Poetry of place: where did you call home?

Can you picture the house or apartment where you grew up? The texture of the couch, the sound of water in the pipes? Did the windows rattle, and what did the doorknobs look like? Can you draw a map of each room?

So many sensory images come flooding back to me as I read George Ella Lyon’s poetry collection MANY-STORIED HOUSE. She focuses on family, on small moments, on tiny details of her childhood home. Her poems about memory, relationships, and sense of place are beautifully specific and universal at the same time. She’s inspiring me to write about my first home, a two-bedroom apartment in a fourth-floor walk-up on a one-way street in the Bronx. The closet doorknobs were made of glass; the rumble of the subway was our metronome.

Lyon writes for both children and adults, and I’m looking forward to learning from her in an online workshop hosted by poet Georgia Heard in January. You can read about it here. Maybe I’ll see you there!

On Fridays, I love taking part in Poetry Friday when I can, where writers share resources about children’s poetry. This week, Michelle Kogan hosts the Poetry Friday Roundup today at her blog. Check out the celebration of poetry there today!


  1. Linda Mitchell says:

    Oh, yes. The place I grew up remains with me in so many ways…in so many memories and dreams and habits. You lucky writer to spend time with Georgia Heard in January. I look forward to seeing what comes of your writing time.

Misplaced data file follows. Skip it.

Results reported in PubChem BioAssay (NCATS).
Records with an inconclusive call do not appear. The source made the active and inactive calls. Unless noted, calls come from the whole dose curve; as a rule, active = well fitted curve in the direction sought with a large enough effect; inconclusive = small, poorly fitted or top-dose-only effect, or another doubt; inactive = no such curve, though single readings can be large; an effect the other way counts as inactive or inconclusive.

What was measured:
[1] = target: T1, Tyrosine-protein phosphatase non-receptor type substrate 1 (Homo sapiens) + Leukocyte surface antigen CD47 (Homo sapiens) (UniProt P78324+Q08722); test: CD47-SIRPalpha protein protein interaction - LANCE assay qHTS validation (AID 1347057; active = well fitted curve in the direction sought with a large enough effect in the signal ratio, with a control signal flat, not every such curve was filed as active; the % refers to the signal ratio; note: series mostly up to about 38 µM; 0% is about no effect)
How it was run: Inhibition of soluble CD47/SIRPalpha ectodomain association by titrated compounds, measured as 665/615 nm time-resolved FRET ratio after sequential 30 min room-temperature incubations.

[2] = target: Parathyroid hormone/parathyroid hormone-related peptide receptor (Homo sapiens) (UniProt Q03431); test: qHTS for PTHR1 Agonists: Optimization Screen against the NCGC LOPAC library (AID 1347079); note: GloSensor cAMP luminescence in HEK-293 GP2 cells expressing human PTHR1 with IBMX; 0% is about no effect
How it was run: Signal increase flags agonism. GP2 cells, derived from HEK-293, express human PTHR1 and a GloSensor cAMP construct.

2. maryleehahn says:

    Thanks for the heads-up about the poetry session with Georgia Heard and George Ella Lyon (two of my poetry she-roes!) I’ll see you there!

    As for my childhood home, I remember it in VIVID detail. Both the house and the yard.

  3. Janet F. says:

    Oh Mary, I just drove by the house I grew up in first and then stayed at the one I grew up in as well, my sister is there now. I can picture it all and do a lot. i was blessed to have in general a very happy childhood. I tend to write about this often. The lessons from those who loved me so are rich and varied and not always in any way perfect, of course. But I consider myself lucky and try to honor them with my life in the best ways i can. Though that is not 100% a job well done, either. But I try to be forever grateful for the blessings I received and do my best to try to share them with others in a variety of ways. It’s a long story, of course. Thank you for this! I look forward to Georgia’s class and I want to read the book soon. Glad you will be there, too. PS I figured out where the comment section was this time!!! Yay, me.

    • Janet, I am so glad to see your comment! And I’m glad you will be in the Georgia Heard class with guest George Ella Lyon. I am so looking forward to it. I just looked her up on youtube and saw her speaking on an online writers conference, and it was lovely to hear her voice. We’re in for a treat in January!

  4. Laura Shovan says:

    Thanks for featuring this book, Mary. I have to read it! What an interesting project to focus on place in this way. (P.S. My dad also grew up in the Bronx!)

    • Laura! I love knowing that we have a Bronx connection. And I’m so happy to hear you will be teaching at VCFA. When I was there, it meant so much to be to work with a poet on the faculty (Julie Larios). I know you will add so much to the experience of the students!

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